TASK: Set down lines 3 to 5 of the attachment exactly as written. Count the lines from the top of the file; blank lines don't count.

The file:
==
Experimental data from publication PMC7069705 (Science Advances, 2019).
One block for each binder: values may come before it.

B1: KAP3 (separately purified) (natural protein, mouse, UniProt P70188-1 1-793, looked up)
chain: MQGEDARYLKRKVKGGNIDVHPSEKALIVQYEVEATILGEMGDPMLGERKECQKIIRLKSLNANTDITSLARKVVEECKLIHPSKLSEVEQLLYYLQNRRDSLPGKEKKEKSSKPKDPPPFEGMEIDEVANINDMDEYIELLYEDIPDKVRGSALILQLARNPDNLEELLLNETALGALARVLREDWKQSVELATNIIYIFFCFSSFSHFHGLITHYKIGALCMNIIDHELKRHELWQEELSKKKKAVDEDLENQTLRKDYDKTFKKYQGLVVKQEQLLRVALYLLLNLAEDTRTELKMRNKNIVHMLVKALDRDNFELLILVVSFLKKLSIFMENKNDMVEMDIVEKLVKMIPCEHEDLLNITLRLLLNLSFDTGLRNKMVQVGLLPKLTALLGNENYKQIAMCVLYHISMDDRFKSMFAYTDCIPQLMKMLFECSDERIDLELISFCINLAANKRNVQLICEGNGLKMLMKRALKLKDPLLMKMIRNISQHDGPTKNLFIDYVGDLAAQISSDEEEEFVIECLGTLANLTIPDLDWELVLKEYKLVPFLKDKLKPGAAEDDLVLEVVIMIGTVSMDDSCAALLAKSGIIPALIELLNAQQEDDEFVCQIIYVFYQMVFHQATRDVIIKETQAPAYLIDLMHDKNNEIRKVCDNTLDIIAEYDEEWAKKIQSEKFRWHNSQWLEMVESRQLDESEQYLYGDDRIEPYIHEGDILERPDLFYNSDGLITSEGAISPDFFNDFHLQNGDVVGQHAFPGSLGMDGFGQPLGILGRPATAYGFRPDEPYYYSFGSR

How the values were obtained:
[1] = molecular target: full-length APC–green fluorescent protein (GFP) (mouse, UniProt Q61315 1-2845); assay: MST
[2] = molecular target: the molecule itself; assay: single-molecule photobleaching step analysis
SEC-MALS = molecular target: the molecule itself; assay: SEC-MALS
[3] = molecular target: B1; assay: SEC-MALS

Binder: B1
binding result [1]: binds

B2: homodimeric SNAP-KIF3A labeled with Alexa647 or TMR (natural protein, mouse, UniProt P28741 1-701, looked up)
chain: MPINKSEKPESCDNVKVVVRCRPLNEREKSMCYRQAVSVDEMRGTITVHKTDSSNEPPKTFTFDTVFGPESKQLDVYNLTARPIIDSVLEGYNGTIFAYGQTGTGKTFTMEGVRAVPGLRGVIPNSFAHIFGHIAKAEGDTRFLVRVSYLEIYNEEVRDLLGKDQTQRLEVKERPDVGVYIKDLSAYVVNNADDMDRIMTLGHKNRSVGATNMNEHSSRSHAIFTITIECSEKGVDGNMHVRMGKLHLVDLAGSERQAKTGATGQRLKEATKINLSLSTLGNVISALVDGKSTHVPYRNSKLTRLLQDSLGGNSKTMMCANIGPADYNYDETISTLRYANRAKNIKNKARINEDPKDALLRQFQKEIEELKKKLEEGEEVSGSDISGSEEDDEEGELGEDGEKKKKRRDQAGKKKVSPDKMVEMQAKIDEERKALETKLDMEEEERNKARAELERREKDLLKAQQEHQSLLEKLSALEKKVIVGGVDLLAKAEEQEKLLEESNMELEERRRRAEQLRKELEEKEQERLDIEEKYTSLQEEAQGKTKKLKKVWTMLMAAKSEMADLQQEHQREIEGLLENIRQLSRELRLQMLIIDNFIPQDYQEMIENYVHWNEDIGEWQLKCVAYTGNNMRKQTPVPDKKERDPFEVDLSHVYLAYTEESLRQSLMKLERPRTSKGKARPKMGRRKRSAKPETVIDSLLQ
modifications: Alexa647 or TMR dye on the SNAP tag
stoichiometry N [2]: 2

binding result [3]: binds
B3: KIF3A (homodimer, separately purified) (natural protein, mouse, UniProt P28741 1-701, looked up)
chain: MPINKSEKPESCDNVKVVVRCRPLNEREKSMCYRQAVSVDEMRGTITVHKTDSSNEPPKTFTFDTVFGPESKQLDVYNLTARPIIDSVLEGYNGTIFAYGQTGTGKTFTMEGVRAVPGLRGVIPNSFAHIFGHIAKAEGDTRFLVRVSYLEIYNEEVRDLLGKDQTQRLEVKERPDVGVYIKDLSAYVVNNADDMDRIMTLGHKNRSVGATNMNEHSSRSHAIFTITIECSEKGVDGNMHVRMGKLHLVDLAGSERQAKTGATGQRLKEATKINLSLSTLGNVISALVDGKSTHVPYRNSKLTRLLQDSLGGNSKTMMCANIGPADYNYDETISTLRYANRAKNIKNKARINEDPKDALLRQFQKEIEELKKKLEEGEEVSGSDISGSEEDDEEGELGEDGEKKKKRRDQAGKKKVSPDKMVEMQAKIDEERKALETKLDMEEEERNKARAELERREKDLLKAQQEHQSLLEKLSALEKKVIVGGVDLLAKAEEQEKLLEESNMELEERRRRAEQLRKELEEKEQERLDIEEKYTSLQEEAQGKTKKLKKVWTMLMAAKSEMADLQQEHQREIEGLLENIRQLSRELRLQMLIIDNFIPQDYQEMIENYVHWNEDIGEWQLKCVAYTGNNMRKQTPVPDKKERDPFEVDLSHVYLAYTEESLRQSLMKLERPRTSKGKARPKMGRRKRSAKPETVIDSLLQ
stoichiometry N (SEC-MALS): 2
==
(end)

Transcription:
B1: KAP3 (separately purified) (natural protein, mouse, UniProt P70188-1 1-793, looked up)
chain: MQGEDARYLKRKVKGGNIDVHPSEKALIVQYEVEATILGEMGDPMLGERKECQKIIRLKSLNANTDITSLARKVVEECKLIHPSKLSEVEQLLYYLQNRRDSLPGKEKKEKSSKPKDPPPFEGMEIDEVANINDMDEYIELLYEDIPDKVRGSALILQLARNPDNLEELLLNETALGALARVLREDWKQSVELATNIIYIFFCFSSFSHFHGLITHYKIGALCMNIIDHELKRHELWQEELSKKKKAVDEDLENQTLRKDYDKTFKKYQGLVVKQEQLLRVALYLLLNLAEDTRTELKMRNKNIVHMLVKALDRDNFELLILVVSFLKKLSIFMENKNDMVEMDIVEKLVKMIPCEHEDLLNITLRLLLNLSFDTGLRNKMVQVGLLPKLTALLGNENYKQIAMCVLYHISMDDRFKSMFAYTDCIPQLMKMLFECSDERIDLELISFCINLAANKRNVQLICEGNGLKMLMKRALKLKDPLLMKMIRNISQHDGPTKNLFIDYVGDLAAQISSDEEEEFVIECLGTLANLTIPDLDWELVLKEYKLVPFLKDKLKPGAAEDDLVLEVVIMIGTVSMDDSCAALLAKSGIIPALIELLNAQQEDDEFVCQIIYVFYQMVFHQATRDVIIKETQAPAYLIDLMHDKNNEIRKVCDNTLDIIAEYDEEWAKKIQSEKFRWHNSQWLEMVESRQLDESEQYLYGDDRIEPYIHEGDILERPDLFYNSDGLITSEGAISPDFFNDFHLQNGDVVGQHAFPGSLGMDGFGQPLGILGRPATAYGFRPDEPYYYSFGSR

How the values were obtained: